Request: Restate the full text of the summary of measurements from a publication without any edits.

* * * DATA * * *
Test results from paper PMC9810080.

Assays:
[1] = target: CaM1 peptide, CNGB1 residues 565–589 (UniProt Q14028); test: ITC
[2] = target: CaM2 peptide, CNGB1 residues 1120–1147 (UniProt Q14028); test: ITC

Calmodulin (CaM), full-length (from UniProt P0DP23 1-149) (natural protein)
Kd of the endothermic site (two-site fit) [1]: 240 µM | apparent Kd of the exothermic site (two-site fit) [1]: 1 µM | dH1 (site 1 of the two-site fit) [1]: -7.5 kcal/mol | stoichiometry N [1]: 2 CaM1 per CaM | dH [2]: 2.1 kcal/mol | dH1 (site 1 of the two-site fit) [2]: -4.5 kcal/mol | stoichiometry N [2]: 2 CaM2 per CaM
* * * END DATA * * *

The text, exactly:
Test results from paper PMC9810080.

Assays:
[1] = target: CaM1 peptide, CNGB1 residues 565–589 (UniProt Q14028); test: ITC
[2] = target: CaM2 peptide, CNGB1 residues 1120–1147 (UniProt Q14028); test: ITC

Calmodulin (CaM), full-length (from UniProt P0DP23 1-149) (natural protein)
Kd of the endothermic site (two-site fit) [1]: 240 µM | apparent Kd of the exothermic site (two-site fit) [1]: 1 µM | dH1 (site 1 of the two-site fit) [1]: -7.5 kcal/mol | stoichiometry N [1]: 2 CaM1 per CaM | dH [2]: 2.1 kcal/mol | dH1 (site 1 of the two-site fit) [2]: -4.5 kcal/mol | stoichiometry N [2]: 2 CaM2 per CaM